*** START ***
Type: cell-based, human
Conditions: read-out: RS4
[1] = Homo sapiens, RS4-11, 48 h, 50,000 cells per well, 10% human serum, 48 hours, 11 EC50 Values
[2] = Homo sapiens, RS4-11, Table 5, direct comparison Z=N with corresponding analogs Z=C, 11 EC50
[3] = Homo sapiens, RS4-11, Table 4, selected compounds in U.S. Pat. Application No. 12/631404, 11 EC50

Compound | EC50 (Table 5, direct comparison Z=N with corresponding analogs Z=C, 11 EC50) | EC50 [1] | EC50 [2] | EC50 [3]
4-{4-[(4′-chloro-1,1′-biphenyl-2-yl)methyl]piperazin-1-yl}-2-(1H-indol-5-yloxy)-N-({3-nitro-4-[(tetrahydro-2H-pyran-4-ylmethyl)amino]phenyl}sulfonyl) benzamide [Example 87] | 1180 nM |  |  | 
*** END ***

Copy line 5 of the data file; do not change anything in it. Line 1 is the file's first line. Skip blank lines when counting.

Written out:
[3] = Homo sapiens, RS4-11, Table 4, selected compounds in U.S. Pat. Application No. 12/631404, 11 EC50